Most fans of Prince know that, while he wrote, recorded and put out new music at a prolific and dizzying pace, he was very protective of unreleased material, which he kept in a vault, and quickly shut down bootlegs floating around the Internet.
Now that his estate is being controlled by family members and record labels, there is speculation that there will be numerous posthumous releases and re-issues coming down the pike, including a “Purple Rain” deluxe edition later this year.
Coleman said there are no immediate plans for The Revolution to put out any new material and that they aren’t involved in deciding what, if any, Prince material from that era is going to get an official release.
“We talk about that quite often,” Coleman said about recording with The Revolution. “We jam a lot and we are recording those jams but we’ll see what happens. We’re taking it slow. There’s a great deal of unreleased material that we’d like to see released but it’s not up to us. It’s up to [Prince’s] estate. We don’t want to be part of that whole struggle and fight. We feel like we need to fight about it, but it’s going to take some time before any of that stuff sees the light of day. We have been a little bit involved with the Warner Bros. [‘Purple Rain’] release that is coming up in June. It has some unreleased material on that so we’re pretty excited to have that released.”
Outside of The Revolution, Coleman and Melvoin are award-winning and sought-after TV and film composers. While touring with The Revolution is commanding a lot of their attention for the foreseeable future, Coleman said she hopes to find a balance between performing and composing.
“Luckily right now, we’re on hiatus because the television season is on a break,” Coleman said. “We turned down a couple things to do this [tour]. We are committed to ‘Shades of Blue’ that we have been working on for the first two seasons and it just got picked up for a third season. So we’re definitely going to do that. I love my job as a composer a lot. I think we’ll be able to work it out and do both. That is my dream.”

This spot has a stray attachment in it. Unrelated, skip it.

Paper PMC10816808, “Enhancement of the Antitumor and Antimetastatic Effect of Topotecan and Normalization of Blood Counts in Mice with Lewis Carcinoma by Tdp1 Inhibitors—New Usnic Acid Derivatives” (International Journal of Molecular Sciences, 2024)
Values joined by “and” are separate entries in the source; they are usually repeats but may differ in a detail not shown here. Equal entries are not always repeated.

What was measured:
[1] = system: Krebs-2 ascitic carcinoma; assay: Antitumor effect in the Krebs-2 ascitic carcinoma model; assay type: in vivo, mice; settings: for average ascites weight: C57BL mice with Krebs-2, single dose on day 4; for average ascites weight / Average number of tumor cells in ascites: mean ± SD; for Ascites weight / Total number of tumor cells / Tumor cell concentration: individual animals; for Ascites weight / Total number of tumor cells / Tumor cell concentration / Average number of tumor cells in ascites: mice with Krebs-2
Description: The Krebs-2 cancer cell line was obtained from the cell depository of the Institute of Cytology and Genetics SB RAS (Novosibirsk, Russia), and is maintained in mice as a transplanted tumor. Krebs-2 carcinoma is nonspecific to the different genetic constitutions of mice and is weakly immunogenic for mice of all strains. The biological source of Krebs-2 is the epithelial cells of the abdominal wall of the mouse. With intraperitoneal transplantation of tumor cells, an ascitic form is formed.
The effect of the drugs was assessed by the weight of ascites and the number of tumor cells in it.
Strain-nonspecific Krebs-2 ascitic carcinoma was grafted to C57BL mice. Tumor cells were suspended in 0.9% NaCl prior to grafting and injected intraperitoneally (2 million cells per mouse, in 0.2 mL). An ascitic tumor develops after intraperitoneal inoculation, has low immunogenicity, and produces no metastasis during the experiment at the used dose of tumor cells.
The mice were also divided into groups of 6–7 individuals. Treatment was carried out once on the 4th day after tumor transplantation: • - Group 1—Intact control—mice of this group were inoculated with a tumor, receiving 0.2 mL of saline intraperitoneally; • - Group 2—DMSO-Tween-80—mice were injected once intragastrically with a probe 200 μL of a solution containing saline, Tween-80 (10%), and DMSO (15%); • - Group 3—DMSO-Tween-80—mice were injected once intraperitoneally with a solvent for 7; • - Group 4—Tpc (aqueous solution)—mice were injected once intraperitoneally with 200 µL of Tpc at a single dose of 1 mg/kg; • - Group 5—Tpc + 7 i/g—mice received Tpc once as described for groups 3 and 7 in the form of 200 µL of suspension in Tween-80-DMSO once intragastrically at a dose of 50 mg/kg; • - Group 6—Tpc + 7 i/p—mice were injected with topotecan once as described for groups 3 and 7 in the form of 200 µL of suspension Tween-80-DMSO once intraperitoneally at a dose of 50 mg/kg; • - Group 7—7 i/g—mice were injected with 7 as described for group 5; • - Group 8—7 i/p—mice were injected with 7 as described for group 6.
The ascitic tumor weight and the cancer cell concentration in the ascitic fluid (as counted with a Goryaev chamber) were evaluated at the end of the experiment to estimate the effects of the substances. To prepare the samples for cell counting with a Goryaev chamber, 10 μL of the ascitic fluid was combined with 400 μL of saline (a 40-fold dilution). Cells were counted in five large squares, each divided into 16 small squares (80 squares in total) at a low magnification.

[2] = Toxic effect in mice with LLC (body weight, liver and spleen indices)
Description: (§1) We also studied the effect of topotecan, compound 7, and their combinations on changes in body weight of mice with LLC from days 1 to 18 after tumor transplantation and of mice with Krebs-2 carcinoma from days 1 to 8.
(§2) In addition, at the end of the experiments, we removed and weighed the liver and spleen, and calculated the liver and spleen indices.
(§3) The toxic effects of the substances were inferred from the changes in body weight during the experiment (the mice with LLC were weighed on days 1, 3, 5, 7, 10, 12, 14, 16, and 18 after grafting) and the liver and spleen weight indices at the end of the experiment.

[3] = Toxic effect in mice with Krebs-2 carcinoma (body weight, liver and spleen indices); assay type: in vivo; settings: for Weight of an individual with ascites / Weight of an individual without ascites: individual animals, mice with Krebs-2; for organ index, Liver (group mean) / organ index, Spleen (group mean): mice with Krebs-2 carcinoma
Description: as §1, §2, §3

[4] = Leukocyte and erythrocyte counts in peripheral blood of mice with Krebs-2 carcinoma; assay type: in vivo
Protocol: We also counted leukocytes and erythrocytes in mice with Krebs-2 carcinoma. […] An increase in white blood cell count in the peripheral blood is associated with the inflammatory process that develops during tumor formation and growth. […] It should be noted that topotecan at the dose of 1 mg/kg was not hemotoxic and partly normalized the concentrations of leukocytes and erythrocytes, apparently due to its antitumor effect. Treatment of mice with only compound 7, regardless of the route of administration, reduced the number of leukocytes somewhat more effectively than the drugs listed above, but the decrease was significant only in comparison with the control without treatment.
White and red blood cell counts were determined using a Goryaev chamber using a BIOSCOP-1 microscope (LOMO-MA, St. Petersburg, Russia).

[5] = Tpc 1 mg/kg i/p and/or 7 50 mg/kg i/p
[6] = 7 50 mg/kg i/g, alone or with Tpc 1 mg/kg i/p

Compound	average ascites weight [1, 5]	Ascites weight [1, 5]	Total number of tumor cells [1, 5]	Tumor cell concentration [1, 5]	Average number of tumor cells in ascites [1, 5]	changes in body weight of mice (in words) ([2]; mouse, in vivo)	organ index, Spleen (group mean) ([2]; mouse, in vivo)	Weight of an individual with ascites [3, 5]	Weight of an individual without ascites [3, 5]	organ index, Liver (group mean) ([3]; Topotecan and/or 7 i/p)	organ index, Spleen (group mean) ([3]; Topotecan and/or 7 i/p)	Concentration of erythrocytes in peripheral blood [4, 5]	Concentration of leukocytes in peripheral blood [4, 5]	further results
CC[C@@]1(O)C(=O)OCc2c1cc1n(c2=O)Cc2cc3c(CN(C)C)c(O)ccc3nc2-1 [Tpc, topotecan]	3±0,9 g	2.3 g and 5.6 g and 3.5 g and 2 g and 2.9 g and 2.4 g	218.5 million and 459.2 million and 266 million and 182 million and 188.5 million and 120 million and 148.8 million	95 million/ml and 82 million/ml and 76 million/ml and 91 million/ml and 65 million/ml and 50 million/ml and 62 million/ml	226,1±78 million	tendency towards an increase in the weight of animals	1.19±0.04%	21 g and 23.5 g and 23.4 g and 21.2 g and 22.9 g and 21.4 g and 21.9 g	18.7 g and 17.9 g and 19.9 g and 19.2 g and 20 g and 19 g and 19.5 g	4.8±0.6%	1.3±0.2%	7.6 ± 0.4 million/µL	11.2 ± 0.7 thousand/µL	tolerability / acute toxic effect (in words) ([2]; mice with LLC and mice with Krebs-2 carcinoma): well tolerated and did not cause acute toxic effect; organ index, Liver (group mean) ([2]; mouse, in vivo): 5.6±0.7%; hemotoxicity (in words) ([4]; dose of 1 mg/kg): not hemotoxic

But, putting out and new music as Wendy & Lisa is on the backburner for now.
“I hate to say no, but we are always writing,” she said. “I think right now the priority is The Revolution and our commitments to ‘Shades of Blue’ so Wendy & Lisa will have to hang on for a minute.”
Which Prince and The Revolution albums and tours did Coleman favor?
“It changes all the time,” she said. “Right now we’re in Chicago at the Metro and I remember playing here on the ‘Dirty Mind’ tour. I think I was 20 years old and I think back on that tour with a lot of fondness. We were so great and young. It was before things took off but there was a simmering going on. I just love that experience. Now that I’m older, I can look back on it and really appreciate how cool that was and how exciting it was to be the only girl in the band with these crazy musicians and we were tearing it up. Aside from that, suddenly it was ‘Purple Rain’ and we had people to carry our bags. We were totally spoiled. That had its perks for sure: bigger hotels and limousines. It was crazy and wonderful. We were hungry, young and wild and it came off that way. We rocked hard. We still have that kind of energy.”
The Revolution performs April 29-30 at TLA, 334 South St. For more information, call 215-922-1011 or visit www.tlaphilly.com.